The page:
There are ample places in the cabin to store small items, from huge door pockets to smaller cubbies hidden everywhere. There’s 722 L in the trunk, 2,064 L with the third row folded, and an enormous 3,427 L with the second row stowed. It was enough to cram a queen-size mattress in there to bring to the dump.
A Cadillac is nothing if not comfortable, and this Escalade is comfortable for every passenger – even the ones in the third row. On a long drive up to cottage country, the driver’s seat proved supportive, while every passenger I had made a point to mention how much room they had to lounge. Automatic running boards also make it easy for people to enter and exit. The cabin is also remarkably quiet, isolating occupants from wind and road noise well, however, that also made it easier to hear the creaking coming from the dashboard and door panels, a quality issue that was tough to ignore.
The Cadillac Escalade, the brand’s most famous, long-standing, and popular model starts at $89,798, and for that price, it’s not well equipped. Leather seats, ventilated seats, adaptive cruise control, and a sunroof aren’t even standard – all things that come standard in vehicles costing a fraction as much. The top-trim Sport Platinum model tested here starts at $117,798. For this price, not including such excellent features like the console fridge/freezer (an extra $805) or the Super Cruise semi-automated hands-free driving technology ($2,875) as standard seems like a missed opportunity for the brand to showcase the best it’s got.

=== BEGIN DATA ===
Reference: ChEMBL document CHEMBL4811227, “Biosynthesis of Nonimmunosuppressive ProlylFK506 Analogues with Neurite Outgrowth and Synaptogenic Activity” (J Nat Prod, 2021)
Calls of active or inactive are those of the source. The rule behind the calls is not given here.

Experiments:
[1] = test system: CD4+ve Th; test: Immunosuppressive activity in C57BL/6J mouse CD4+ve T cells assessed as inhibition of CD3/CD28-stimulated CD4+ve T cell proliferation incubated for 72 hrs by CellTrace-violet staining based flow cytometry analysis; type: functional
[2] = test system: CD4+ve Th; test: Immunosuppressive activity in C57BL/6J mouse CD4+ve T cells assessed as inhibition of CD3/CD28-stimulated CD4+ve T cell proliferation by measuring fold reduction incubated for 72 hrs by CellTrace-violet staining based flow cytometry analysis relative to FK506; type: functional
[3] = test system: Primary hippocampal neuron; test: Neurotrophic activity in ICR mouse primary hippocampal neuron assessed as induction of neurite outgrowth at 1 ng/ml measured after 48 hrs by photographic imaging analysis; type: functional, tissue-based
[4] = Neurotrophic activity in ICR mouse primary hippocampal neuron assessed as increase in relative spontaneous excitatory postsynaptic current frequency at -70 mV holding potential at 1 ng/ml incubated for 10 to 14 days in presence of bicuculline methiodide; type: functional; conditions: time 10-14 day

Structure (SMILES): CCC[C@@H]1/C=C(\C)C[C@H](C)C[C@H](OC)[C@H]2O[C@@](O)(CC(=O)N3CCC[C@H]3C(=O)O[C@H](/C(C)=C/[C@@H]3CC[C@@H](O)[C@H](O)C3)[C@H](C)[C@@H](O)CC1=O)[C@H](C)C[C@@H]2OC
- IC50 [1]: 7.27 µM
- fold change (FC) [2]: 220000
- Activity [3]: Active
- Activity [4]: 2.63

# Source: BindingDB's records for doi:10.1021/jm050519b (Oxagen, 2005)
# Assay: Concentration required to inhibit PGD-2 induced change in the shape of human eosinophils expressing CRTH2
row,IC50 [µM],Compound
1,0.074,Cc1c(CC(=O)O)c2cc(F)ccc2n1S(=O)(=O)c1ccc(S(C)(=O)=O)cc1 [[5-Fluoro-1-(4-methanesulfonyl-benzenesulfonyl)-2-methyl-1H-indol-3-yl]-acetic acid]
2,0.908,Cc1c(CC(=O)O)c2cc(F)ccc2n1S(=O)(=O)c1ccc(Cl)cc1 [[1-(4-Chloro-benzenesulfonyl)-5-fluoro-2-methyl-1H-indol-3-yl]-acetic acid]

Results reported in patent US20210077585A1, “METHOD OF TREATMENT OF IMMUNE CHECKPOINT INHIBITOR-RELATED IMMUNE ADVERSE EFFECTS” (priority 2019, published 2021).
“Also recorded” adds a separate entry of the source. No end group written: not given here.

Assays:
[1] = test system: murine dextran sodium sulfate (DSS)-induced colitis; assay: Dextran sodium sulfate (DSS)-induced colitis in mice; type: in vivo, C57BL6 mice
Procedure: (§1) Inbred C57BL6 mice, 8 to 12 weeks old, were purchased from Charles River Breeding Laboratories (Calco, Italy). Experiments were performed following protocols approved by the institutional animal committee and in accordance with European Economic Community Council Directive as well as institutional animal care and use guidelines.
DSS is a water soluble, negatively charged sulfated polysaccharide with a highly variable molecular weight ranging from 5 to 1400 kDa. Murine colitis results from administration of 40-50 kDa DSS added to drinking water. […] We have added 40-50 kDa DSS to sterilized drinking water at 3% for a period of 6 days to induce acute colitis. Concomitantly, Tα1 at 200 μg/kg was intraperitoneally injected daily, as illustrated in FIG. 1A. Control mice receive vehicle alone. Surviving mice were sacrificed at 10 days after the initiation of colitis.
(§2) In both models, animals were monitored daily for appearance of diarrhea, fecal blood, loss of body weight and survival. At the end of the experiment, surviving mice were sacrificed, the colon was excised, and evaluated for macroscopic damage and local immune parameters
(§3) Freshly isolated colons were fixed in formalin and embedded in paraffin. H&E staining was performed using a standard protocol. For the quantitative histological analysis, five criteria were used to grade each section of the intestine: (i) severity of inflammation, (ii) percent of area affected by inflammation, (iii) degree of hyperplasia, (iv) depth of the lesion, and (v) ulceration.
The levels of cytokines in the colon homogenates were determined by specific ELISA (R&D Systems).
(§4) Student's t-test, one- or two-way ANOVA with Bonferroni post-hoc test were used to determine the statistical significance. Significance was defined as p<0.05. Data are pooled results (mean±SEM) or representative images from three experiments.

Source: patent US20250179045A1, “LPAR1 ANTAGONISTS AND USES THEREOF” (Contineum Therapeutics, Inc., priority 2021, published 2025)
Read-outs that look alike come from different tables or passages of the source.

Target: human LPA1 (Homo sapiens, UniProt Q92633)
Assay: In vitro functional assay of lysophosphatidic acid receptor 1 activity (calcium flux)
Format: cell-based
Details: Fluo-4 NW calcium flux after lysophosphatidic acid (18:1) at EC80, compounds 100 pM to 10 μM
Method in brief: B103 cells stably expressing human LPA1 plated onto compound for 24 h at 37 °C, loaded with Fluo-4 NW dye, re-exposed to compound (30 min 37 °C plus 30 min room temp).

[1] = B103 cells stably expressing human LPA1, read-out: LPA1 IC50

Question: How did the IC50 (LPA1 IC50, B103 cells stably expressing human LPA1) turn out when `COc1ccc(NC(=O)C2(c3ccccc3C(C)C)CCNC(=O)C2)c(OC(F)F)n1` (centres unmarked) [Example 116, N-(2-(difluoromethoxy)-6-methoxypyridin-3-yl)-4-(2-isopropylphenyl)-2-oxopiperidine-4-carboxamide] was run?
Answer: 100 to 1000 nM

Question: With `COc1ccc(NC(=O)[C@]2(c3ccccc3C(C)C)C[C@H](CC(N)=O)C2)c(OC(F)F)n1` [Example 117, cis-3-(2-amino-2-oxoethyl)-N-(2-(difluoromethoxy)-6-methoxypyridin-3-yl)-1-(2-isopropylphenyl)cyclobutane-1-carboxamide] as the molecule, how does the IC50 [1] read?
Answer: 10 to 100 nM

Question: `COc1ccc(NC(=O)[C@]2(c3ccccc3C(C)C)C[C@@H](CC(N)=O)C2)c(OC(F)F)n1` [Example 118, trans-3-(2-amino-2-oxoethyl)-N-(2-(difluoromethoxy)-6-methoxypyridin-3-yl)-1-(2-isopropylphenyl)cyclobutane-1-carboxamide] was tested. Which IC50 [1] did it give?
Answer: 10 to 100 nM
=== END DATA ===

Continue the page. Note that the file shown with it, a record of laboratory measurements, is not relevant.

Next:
For a long time, Cadillac made excellent-driving vehicles but dropped the ball on the little details that can make or break a luxury car. With this Escalade, the brand finally closed the loop and has created a fully realized luxury SUV that impresses in almost every aspect. While the Lincoln Navigator, the Escalade’s cross-town rival, was previously setting the standard for swaggy American luxury, the Escalade seems poised again to wrestle that crown back.
|Engine Displacement||6.2L||Model Tested||2021 Cadillac Escalade 4WD Sport Platinum|
|Engine Cylinders||V8||Base Price||$117,798|
|Peak Horsepower||420 hp||A/C Tax||$100|
|Peak Torque||460 lb-ft||Destination Fee||$2,100|
|Fuel Economy||16.8 / 12.4 / 14.8 L/100 km cty/hwy/cmb||Price as Tested||$128,663|
|Cargo Space||722 / 2,064 / 3,427 L behind 3rd / 2nd / 1st row|
$8,665 – Infrared tricoat, $1,395; console refrigerator, $805; 22-inch 12-spoke gloss black wheels, $4,165; night vision, $2,300